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Blessing of the basket

  • DONALD R. SERFASS/TIMES NEWS The Rev. Joseph T. Whalen, pastor, St. Richard's Roman Catholic Church, performs a traditional blessing on items in an Easter food basket.
    DONALD R. SERFASS/TIMES NEWS The Rev. Joseph T. Whalen, pastor, St. Richard's Roman Catholic Church, performs a traditional blessing on items in an Easter food basket.
Published March 22. 2013 05:03PM

A rich Eastern European tradition centers on having a basket of food blessed on Holy Saturday. The food is then enjoyed on Easter Sunday, maybe for breakfast, or maybe saved and eaten for Easter dinner.

The ritual is especially prevalent in families with Slovak background - Polish, Ukrainian, Czech, Russian and others.

One of the most symbolic holiday rituals of the Slavs, the Easter basket tradition stems from the desire of the Christian community to ask God's blessings on the food that will break the Great Fast. It celebrates enjoyment of items from which worshippers have abstained for forty days.

Traditional foods given up for Lent, such as meat and dairy, become the main components of the Easter basket during the joyous time of the Resurrection celebration.

On Tuesday, March 12, that tradition was explored in depth by over 40 women of the Blickley Breakfast Club, Barnesville, hosted by Lorraine Zukovich Blickley, with the basket tradition presented by Hazleton native Pat Kringe Skelson, now of Barnesville.

Skelson explained that every detail in the basket and the blessing ritual is special. For instance, Skelson typically designates a specific basket for use as her Easter basket "and then that basket is only used for Easter."

The basked is used to carry the food to church for the blessing.

The Rev. Joseph T. Whalen, pastor, St. Richard's Roman Catholic Church, was on hand to bless the traditional foods, among them the primary dishes so often seen inside the church for Easter Matins, among them:

Pascha or Paska - Ukrainian Easter sweet bread using yeast. It symbolizes Jesus Christ and is usually a round loaf decorated with a braided top and/or, perhaps, a symbol indicative of Jesus, such as a cross.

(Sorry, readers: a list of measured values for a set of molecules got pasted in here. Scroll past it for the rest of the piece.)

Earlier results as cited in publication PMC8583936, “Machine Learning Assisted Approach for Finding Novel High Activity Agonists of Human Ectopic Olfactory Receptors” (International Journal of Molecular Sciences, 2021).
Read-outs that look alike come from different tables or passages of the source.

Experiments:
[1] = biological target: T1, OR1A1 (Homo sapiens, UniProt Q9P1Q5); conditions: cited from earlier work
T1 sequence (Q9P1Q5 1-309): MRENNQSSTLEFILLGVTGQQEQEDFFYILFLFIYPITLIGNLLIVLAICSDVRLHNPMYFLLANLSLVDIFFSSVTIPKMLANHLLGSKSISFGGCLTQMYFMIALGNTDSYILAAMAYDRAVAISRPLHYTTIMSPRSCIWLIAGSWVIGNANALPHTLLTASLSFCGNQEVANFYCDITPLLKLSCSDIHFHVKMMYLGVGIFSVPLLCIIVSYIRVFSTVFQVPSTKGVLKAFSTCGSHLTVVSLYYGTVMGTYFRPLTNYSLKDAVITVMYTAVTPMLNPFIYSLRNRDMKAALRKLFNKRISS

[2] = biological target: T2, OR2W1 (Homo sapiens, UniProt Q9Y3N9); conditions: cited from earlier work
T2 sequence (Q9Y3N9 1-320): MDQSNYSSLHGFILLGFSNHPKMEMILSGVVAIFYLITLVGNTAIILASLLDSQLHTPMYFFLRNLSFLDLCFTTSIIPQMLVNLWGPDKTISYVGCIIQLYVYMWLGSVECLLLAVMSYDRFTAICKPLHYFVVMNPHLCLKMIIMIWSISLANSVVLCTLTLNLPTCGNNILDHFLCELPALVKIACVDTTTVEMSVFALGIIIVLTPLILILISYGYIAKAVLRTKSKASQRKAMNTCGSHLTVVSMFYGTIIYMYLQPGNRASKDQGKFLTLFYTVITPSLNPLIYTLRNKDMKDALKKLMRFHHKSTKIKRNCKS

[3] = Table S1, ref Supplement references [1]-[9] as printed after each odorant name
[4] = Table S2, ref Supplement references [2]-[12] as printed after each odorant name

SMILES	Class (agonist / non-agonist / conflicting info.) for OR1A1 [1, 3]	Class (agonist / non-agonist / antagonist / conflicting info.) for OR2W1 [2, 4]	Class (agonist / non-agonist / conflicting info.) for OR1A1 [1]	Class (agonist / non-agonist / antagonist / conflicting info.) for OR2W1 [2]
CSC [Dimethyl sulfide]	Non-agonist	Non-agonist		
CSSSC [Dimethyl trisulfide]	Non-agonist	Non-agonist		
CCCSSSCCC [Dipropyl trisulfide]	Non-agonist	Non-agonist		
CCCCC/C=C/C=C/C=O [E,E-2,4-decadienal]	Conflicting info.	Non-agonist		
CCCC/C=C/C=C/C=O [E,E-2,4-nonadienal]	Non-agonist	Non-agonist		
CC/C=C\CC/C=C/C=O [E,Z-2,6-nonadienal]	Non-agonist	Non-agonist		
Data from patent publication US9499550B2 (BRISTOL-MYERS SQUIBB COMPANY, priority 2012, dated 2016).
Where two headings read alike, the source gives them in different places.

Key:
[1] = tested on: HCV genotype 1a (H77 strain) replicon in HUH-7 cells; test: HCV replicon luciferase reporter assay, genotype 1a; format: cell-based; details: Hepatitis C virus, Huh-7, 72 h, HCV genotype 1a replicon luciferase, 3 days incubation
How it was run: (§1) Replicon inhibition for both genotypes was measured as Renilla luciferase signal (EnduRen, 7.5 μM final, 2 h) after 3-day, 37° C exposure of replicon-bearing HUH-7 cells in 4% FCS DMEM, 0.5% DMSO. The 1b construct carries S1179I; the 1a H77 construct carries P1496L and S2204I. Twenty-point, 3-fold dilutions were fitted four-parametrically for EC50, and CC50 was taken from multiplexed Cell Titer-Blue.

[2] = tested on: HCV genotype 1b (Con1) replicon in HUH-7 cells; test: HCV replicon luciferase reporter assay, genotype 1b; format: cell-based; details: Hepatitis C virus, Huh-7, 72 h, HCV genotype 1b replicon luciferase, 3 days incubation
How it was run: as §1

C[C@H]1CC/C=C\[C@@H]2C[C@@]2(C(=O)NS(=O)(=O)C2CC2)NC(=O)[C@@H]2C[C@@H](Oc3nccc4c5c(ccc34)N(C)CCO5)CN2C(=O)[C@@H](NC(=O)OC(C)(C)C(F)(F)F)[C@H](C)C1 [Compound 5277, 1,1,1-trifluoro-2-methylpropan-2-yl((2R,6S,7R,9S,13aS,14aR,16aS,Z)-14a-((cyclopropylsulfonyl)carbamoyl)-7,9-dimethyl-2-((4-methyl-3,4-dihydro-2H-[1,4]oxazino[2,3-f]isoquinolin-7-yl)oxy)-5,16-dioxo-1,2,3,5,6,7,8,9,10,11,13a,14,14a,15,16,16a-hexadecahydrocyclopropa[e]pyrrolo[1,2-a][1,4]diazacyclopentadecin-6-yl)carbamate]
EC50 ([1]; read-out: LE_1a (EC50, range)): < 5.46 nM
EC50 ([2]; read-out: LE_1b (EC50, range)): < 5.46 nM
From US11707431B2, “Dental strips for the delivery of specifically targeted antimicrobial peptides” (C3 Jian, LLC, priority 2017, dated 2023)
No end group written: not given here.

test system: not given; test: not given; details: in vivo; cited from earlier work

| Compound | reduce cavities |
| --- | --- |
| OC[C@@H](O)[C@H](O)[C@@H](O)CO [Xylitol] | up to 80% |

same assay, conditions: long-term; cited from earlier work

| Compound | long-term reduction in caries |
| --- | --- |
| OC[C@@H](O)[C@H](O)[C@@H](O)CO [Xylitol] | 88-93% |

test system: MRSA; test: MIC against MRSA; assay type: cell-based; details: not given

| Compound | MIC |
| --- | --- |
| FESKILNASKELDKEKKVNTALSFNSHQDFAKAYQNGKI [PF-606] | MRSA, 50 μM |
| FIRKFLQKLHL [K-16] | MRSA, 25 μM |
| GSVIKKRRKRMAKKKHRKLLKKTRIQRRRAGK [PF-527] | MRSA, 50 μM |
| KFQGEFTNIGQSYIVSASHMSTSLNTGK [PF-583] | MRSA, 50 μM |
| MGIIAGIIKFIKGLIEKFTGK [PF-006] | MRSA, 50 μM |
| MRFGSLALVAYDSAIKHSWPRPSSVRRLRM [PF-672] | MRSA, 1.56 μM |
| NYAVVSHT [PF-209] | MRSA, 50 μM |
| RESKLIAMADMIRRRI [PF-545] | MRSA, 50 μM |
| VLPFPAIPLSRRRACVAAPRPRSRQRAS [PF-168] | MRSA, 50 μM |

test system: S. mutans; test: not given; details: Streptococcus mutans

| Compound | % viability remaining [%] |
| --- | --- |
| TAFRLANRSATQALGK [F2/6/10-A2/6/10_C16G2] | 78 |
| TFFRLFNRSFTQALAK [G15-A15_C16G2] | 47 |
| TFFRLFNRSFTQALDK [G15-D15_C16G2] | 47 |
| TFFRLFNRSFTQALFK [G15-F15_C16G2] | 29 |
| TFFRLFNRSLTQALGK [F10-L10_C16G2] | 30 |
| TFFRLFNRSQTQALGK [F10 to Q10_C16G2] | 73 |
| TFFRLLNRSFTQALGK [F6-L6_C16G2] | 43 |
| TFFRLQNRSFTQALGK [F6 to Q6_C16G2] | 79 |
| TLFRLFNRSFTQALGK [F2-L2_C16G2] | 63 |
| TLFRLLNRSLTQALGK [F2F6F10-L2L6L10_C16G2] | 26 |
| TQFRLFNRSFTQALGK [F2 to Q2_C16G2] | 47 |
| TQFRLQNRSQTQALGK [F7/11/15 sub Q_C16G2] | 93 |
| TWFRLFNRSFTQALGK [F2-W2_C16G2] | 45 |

Kolbasi or Kielbasa - A spicy, garlic-flavored, ringed pork product indicative of God's favor and generosity.

Hrudka - A milk-and-eggs recipe formed into a cheese consistency and sometimes called Easter Egg loaf.

Chrin, Maslo and Sol - Chrin is a mixture of powerful horseradish and red beets, and is meant to symbolize the Passion of Jesus Christ. Maslo is a block of butter shaped into a lamb or a cross, meant to symbolize Jesus as the Lamb of God and the Way of the Cross. Finally, Sol is salt, symbolizing the salt of the Earth and a goal of performing Christian duties as a way of life.

Sunka - Ham and, for many, a staple in an Easter basket.

Psyanky - Highly decorated Ukrainian Easter eggs, symbolic of a new life now that Christ has risen.

There are other traditional components of a typical Easter basket, as well. For instance, a bottle of wine might be included. Some say after being blessed, the wine can be saved for Christmas dinner if one desires.

"Each basket would have a candle to designate the light of the world," explained Stephanie Yaremko, Hometown. The flame of the candle suggests that prayers travel up to heaven. Yaremko, who shares in Ukrainian heritage, said the blessed Paska, along with the salt, can be used as a meaningful gesture of hospitality when "at various occasions throughout the year to greet people."

Yaremko added to the visual presentation by providing Pysanky, along with colorful cross-stitch bread cloths, sometimes called basket cloths. The art of counted cross-stitch textiles dates back to the 5th and 6th centuries, and Yaremko and Skelson spoke of the tradition and how it blends with Easter pageantry.

Anna Mary Mauro, Hometown, grew up with the Easter food basket tradition, to which she adheres to this day. Like the others, Mauro plans every detail and no shortcuts are taken.

"I buy fresh horseradish root and grate my own horseradish," she explains.

There are some tricks that can save time, however. For instance, some women said they bake their Paska bread ahead of time and freeze it.

Timing is important, says Skelson. "Everything has to be ready by Holy Thursday." Other traditions of the holiday were discussed. For instance, Skelson reminded the attendees of days past. "Remember when we were kids and we didn't talk between 12 and 3 p.m. on Holy Saturday?"

The presentation of Easter basket customs was followed by acoustic guitar entertainment and a sing-along led by Kathy Wufsus, Park Place. Her presentation focused on holiday music for St. Patrick's Day.

Times have changed and sometimes the old ways of our grandparents and those who came before fade away. But Skelson believes the customs of our ancestors are just as important today.

She believes in cherishing heritage and in understanding the significance of each detail, because there is meaning in the message. And in a day when it can be hard to find meaning, Skelson believes the answers can sometimes be uncovered by looking back. We can't know where we're going until we understand where we've been.

"Our present traditions are enriched by knowing the ties to the past," says Skelson.

And what better time to reflect than Easter?

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